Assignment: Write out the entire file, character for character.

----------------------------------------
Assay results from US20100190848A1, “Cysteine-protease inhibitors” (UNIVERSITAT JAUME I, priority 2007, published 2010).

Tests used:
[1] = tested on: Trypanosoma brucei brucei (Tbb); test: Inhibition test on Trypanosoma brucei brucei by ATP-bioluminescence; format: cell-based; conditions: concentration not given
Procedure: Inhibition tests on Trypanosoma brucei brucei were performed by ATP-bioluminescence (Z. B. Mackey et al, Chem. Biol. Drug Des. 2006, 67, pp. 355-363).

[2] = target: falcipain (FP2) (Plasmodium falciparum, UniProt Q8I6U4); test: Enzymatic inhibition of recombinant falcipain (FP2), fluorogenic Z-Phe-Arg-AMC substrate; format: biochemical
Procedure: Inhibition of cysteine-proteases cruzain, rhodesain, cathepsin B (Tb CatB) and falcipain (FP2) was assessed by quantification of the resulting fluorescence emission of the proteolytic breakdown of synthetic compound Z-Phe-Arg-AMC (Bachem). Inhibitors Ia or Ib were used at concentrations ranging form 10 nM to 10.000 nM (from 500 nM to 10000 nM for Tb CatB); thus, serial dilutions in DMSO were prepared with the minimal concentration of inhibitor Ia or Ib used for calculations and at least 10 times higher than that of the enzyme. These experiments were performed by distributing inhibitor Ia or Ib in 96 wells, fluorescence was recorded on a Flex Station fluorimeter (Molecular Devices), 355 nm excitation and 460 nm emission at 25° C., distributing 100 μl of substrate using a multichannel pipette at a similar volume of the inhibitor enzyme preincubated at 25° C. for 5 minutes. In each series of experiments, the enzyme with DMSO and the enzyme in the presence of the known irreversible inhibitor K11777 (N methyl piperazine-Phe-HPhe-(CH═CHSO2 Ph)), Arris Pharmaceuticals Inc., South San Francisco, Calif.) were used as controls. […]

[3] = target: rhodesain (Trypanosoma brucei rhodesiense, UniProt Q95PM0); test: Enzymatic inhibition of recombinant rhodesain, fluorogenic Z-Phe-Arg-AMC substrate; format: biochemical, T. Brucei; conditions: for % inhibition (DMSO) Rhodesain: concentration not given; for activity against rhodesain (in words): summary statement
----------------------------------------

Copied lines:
Assay results from US20100190848A1, “Cysteine-protease inhibitors” (UNIVERSITAT JAUME I, priority 2007, published 2010).

Tests used:
[1] = tested on: Trypanosoma brucei brucei (Tbb); test: Inhibition test on Trypanosoma brucei brucei by ATP-bioluminescence; format: cell-based; conditions: concentration not given
Procedure: Inhibition tests on Trypanosoma brucei brucei were performed by ATP-bioluminescence (Z. B. Mackey et al, Chem. Biol. Drug Des. 2006, 67, pp. 355-363).

[2] = target: falcipain (FP2) (Plasmodium falciparum, UniProt Q8I6U4); test: Enzymatic inhibition of recombinant falcipain (FP2), fluorogenic Z-Phe-Arg-AMC substrate; format: biochemical
Procedure: Inhibition of cysteine-proteases cruzain, rhodesain, cathepsin B (Tb CatB) and falcipain (FP2) was assessed by quantification of the resulting fluorescence emission of the proteolytic breakdown of synthetic compound Z-Phe-Arg-AMC (Bachem). Inhibitors Ia or Ib were used at concentrations ranging form 10 nM to 10.000 nM (from 500 nM to 10000 nM for Tb CatB); thus, serial dilutions in DMSO were prepared with the minimal concentration of inhibitor Ia or Ib used for calculations and at least 10 times higher than that of the enzyme. These experiments were performed by distributing inhibitor Ia or Ib in 96 wells, fluorescence was recorded on a Flex Station fluorimeter (Molecular Devices), 355 nm excitation and 460 nm emission at 25° C., distributing 100 μl of substrate using a multichannel pipette at a similar volume of the inhibitor enzyme preincubated at 25° C. for 5 minutes. In each series of experiments, the enzyme with DMSO and the enzyme in the presence of the known irreversible inhibitor K11777 (N methyl piperazine-Phe-HPhe-(CH═CHSO2 Ph)), Arris Pharmaceuticals Inc., South San Francisco, Calif.) were used as controls. […]

[3] = target: rhodesain (Trypanosoma brucei rhodesiense, UniProt Q95PM0); test: Enzymatic inhibition of recombinant rhodesain, fluorogenic Z-Phe-Arg-AMC substrate; format: biochemical, T. Brucei; conditions: for % inhibition (DMSO) Rhodesain: concentration not given; for activity against rhodesain (in words): summary statement